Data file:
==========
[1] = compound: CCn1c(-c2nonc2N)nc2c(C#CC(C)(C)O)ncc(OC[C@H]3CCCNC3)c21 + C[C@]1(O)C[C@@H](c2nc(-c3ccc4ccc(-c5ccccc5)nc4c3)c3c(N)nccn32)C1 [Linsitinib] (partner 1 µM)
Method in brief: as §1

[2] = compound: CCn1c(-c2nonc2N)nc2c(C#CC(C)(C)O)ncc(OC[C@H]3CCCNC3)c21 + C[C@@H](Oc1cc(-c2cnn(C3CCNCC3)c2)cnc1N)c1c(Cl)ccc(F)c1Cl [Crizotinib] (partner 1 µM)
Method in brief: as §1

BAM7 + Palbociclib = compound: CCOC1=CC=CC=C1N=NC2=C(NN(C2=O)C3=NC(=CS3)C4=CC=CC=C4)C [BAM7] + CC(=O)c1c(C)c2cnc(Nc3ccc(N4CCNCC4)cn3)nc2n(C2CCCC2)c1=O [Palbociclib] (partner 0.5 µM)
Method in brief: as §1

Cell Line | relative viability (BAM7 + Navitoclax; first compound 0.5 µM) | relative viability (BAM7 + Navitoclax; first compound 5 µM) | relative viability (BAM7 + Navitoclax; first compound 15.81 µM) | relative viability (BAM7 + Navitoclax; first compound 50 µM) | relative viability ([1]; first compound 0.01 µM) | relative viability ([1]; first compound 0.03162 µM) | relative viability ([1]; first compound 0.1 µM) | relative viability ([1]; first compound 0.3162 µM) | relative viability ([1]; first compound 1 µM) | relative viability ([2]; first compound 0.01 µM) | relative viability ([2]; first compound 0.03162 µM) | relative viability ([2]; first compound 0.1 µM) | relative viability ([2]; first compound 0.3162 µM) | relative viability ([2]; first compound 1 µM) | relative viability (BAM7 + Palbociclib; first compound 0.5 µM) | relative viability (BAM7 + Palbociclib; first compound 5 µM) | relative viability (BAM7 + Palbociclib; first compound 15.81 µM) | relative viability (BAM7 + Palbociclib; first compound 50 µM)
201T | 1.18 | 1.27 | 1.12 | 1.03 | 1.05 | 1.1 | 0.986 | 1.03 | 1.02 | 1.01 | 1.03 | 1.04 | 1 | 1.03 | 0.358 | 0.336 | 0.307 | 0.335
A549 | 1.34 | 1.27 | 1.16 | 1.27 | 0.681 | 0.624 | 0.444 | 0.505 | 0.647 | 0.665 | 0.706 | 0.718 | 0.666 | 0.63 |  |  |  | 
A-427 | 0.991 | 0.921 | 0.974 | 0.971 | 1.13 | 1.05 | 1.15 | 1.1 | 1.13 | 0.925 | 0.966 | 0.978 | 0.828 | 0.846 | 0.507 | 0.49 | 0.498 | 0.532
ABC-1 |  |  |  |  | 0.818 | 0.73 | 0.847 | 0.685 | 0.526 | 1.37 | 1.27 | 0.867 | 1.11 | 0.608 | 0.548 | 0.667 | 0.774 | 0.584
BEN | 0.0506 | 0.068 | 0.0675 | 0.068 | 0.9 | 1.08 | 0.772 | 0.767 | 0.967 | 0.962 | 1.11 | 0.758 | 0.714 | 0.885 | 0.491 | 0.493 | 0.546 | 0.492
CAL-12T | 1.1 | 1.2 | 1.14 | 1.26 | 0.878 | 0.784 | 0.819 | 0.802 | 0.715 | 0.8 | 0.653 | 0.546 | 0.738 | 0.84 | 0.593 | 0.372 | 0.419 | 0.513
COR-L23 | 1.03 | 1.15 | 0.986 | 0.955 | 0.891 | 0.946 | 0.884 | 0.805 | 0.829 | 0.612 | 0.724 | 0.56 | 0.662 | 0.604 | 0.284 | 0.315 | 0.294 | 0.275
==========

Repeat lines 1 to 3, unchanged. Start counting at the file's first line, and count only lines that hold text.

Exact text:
[1] = compound: CCn1c(-c2nonc2N)nc2c(C#CC(C)(C)O)ncc(OC[C@H]3CCCNC3)c21 + C[C@]1(O)C[C@@H](c2nc(-c3ccc4ccc(-c5ccccc5)nc4c3)c3c(N)nccn32)C1 [Linsitinib] (partner 1 µM)
Method in brief: as §1

[2] = compound: CCn1c(-c2nonc2N)nc2c(C#CC(C)(C)O)ncc(OC[C@H]3CCCNC3)c21 + C[C@@H](Oc1cc(-c2cnn(C3CCNCC3)c2)cnc1N)c1c(Cl)ccc(F)c1Cl [Crizotinib] (partner 1 µM)